Feature fusion. The fusion layer utilizes full connection to provide self-adaptation on the combination of radiomics features () and deep-learning features (). Before the fusion action, both features are followed by a new conversion layer, namely a 512D-output full connection layer, which bridges the dimensional difference between the two kinds of features, and improves the convergence of our feature fusion network. Specifically, the input of fusion layer is , then the output of this layer is computed by , where
Dataset. To evaluate the performance of our framework, we collected lung CT scans of 676 patients from a collaborating hospital. Each CT scan was manually segmented to obtain a 3D nodule-centered patch. The invasiveness of these nodules were pathology proved and graded as AAH (158 patients), AIS (136 patients), MIA (53 patients), and IA (329 patients). We randomly selected 80% of patients as training set and 20% of patients as testing set. Examples are shown in Fig. 2.
Training details and settings. MXNet platform chen2015mxnet
was applied to construct the proposed deep architecture. The model parameters were initialized by a pre-trained ResNet50 and then were fine-tuned around 20 epochs using the early stopping criterion. The stochastic gradient descent (SGD) optimizer was used with learning rate of 0.001.
Results and analysis. The proposed model was evaluated on our private dataset by comparing with three different representative methods, which are marked as ‘RF+SVM’, ‘CNN’ and ‘RF+SVM+CNN’, respectively. The results are shown in Table 1
. Specifically, ‘RF+SVM’ denotes using radiomics features alone and a support vector machine classifier. ‘CNN’ indicates using deep convolutional neural network (ResNet50) alone. ‘RF+SVM+CNN’ represents the class probability combination of ‘RF+SVM’ and ‘CNN’.
The confusion matrix of different methods.
As shown in Table 1, the deeply fused feature not only outperforms radiomics features and deep-learning features alone, but also show its superiority over simple fusion strategy. Note that, ‘RF+SVM+CNN’ performs the second-best and outperforms both ‘RF+SVM’ and ‘CNN’, which provides supports on our assumption that radiomics features and CNN features are complementary. Also, our model outperforms ‘RF+SVM+CNN’ , due to the features are fused in the deep feature level and are further optimized, while in ‘RF+SVM+CNN’, the predicted probabilities of CNN features are simply combined with the one of radiomics features, which may not be optimal.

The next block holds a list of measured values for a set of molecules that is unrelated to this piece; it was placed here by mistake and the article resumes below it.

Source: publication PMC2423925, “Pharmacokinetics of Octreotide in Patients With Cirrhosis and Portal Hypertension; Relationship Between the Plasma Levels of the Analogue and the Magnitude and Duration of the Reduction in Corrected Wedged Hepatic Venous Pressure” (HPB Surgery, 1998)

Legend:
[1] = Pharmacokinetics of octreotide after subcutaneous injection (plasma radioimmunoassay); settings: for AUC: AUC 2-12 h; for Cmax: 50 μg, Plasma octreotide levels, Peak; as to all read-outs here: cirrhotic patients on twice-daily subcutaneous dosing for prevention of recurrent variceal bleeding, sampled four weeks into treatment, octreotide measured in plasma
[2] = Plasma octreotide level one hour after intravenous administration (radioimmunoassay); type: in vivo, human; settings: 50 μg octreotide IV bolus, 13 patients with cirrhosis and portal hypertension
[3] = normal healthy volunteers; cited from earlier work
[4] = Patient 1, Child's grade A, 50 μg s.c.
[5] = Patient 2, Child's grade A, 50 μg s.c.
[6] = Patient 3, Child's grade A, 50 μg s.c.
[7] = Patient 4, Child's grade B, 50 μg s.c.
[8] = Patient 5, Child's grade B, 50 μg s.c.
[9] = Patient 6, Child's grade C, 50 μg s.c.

We also visualized the confusion matrix results of different methods and show them in Fig. 3. We observed that the proposed fusion features outperformed or not worse than individual features in all classes while the simple combination strategy decreases the performance on the class AIS or falls to the middle performance on class IA, suggesting that the feature fusion network could effectively take advantage of different feature representations to improve the discrimination power.
In this work, we proposed an effective framework for invasiveness prediction of pulmonary adenocarcinoma, which jointly utilizes both the radiomics features and deep-learning features by training a feature fusion network. This model uses radiomics features to regularize the convolutional neural network process in order to make the deep-learning features complementary to radiomics features efficiently. Extensive experiments are conducted on a private dataset to verify the feasibility of our method. Experimental results suggest that combining the information of different features helps to train a superior model, which is a promising avenue for invasiveness prediction.